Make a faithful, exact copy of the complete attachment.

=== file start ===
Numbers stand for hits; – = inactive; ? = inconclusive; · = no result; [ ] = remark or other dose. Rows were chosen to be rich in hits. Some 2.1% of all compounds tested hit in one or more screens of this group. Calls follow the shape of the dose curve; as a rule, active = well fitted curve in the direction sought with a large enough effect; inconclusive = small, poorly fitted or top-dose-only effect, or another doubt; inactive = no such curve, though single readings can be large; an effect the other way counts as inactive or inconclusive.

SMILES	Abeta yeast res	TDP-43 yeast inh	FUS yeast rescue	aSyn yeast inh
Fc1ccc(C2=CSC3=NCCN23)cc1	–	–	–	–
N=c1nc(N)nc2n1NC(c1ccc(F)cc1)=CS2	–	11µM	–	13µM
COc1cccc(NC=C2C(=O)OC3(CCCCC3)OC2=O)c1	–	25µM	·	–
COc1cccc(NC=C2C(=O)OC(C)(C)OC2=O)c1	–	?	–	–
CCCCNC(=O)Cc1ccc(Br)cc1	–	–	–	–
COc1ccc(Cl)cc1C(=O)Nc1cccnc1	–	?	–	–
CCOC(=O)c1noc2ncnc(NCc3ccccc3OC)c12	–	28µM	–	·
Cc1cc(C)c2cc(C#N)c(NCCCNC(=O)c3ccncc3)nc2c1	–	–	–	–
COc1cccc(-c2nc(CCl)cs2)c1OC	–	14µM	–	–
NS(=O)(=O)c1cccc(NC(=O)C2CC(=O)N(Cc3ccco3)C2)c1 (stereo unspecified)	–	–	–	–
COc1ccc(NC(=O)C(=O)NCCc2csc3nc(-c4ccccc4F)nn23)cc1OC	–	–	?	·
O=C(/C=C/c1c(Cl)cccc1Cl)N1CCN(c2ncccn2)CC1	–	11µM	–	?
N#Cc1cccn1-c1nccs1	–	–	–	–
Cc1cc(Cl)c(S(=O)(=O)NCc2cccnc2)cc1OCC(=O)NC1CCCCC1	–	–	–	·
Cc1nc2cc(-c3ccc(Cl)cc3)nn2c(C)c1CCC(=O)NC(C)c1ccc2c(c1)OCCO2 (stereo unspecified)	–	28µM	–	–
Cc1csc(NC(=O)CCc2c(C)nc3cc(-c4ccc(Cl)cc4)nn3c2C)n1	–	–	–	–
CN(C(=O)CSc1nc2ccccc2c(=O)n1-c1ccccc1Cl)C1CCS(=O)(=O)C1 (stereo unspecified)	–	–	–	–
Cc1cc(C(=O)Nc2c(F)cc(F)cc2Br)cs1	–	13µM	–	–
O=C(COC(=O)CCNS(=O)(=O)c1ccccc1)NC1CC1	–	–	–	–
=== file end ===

Numbers stand for hits; – = inactive; ? = inconclusive; · = no result; [ ] = remark or other dose. Rows were chosen to be rich in hits. Some 2.1% of all compounds tested hit in one or more screens of this group. Calls follow the shape of the dose curve; as a rule, active = well fitted curve in the direction sought with a large enough effect; inconclusive = small, poorly fitted or top-dose-only effect, or another doubt; inactive = no such curve, though single readings can be large; an effect the other way counts as inactive or inconclusive.

SMILES	Abeta yeast res	TDP-43 yeast inh	FUS yeast rescue	aSyn yeast inh
Fc1ccc(C2=CSC3=NCCN23)cc1	–	–	–	–
N=c1nc(N)nc2n1NC(c1ccc(F)cc1)=CS2	–	11µM	–	13µM
COc1cccc(NC=C2C(=O)OC3(CCCCC3)OC2=O)c1	–	25µM	·	–
COc1cccc(NC=C2C(=O)OC(C)(C)OC2=O)c1	–	?	–	–
CCCCNC(=O)Cc1ccc(Br)cc1	–	–	–	–
COc1ccc(Cl)cc1C(=O)Nc1cccnc1	–	?	–	–
CCOC(=O)c1noc2ncnc(NCc3ccccc3OC)c12	–	28µM	–	·
Cc1cc(C)c2cc(C#N)c(NCCCNC(=O)c3ccncc3)nc2c1	–	–	–	–
COc1cccc(-c2nc(CCl)cs2)c1OC	–	14µM	–	–
NS(=O)(=O)c1cccc(NC(=O)C2CC(=O)N(Cc3ccco3)C2)c1 (stereo unspecified)	–	–	–	–
COc1ccc(NC(=O)C(=O)NCCc2csc3nc(-c4ccccc4F)nn23)cc1OC	–	–	?	·
O=C(/C=C/c1c(Cl)cccc1Cl)N1CCN(c2ncccn2)CC1	–	11µM	–	?
N#Cc1cccn1-c1nccs1	–	–	–	–
Cc1cc(Cl)c(S(=O)(=O)NCc2cccnc2)cc1OCC(=O)NC1CCCCC1	–	–	–	·
Cc1nc2cc(-c3ccc(Cl)cc3)nn2c(C)c1CCC(=O)NC(C)c1ccc2c(c1)OCCO2 (stereo unspecified)	–	28µM	–	–
Cc1csc(NC(=O)CCc2c(C)nc3cc(-c4ccc(Cl)cc4)nn3c2C)n1	–	–	–	–
CN(C(=O)CSc1nc2ccccc2c(=O)n1-c1ccccc1Cl)C1CCS(=O)(=O)C1 (stereo unspecified)	–	–	–	–
Cc1cc(C(=O)Nc2c(F)cc(F)cc2Br)cs1	–	13µM	–	–
O=C(COC(=O)CCNS(=O)(=O)c1ccccc1)NC1CC1	–	–	–	–